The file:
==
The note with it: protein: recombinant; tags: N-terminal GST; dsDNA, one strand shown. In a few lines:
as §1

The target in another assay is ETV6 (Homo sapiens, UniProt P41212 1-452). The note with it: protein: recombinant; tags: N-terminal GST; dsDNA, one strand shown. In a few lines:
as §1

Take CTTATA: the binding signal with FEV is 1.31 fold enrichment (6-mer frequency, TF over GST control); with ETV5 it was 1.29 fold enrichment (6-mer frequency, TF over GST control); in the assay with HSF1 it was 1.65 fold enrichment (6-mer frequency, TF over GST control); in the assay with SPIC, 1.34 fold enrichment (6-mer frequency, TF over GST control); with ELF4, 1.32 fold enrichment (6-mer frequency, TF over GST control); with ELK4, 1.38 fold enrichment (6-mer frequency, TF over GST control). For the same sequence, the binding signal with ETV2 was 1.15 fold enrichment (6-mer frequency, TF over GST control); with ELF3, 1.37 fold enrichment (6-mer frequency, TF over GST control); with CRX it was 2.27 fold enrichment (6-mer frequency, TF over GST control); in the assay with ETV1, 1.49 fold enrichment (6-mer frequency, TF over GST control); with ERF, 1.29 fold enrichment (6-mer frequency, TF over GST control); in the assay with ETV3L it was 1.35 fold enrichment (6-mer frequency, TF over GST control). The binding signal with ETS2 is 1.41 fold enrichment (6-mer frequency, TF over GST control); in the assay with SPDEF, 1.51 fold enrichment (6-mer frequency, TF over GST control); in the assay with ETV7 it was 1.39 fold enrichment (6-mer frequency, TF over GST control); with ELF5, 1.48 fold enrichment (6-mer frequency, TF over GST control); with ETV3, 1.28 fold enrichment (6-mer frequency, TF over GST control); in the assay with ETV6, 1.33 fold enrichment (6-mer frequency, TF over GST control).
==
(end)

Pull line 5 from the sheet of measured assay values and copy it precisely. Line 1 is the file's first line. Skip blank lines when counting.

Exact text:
Take CTTATA: the binding signal with FEV is 1.31 fold enrichment (6-mer frequency, TF over GST control); with ETV5 it was 1.29 fold enrichment (6-mer frequency, TF over GST control); in the assay with HSF1 it was 1.65 fold enrichment (6-mer frequency, TF over GST control); in the assay with SPIC, 1.34 fold enrichment (6-mer frequency, TF over GST control); with ELF4, 1.32 fold enrichment (6-mer frequency, TF over GST control); with ELK4, 1.38 fold enrichment (6-mer frequency, TF over GST control). For the same sequence, the binding signal with ETV2 was 1.15 fold enrichment (6-mer frequency, TF over GST control); with ELF3, 1.37 fold enrichment (6-mer frequency, TF over GST control); with CRX it was 2.27 fold enrichment (6-mer frequency, TF over GST control); in the assay with ETV1, 1.49 fold enrichment (6-mer frequency, TF over GST control); with ERF, 1.29 fold enrichment (6-mer frequency, TF over GST control); in the assay with ETV3L it was 1.35 fold enrichment (6-mer frequency, TF over GST control). The binding signal with ETS2 is 1.41 fold enrichment (6-mer frequency, TF over GST control); in the assay with SPDEF, 1.51 fold enrichment (6-mer frequency, TF over GST control); in the assay with ETV7 it was 1.39 fold enrichment (6-mer frequency, TF over GST control); with ELF5, 1.48 fold enrichment (6-mer frequency, TF over GST control); with ETV3, 1.28 fold enrichment (6-mer frequency, TF over GST control); in the assay with ETV6, 1.33 fold enrichment (6-mer frequency, TF over GST control).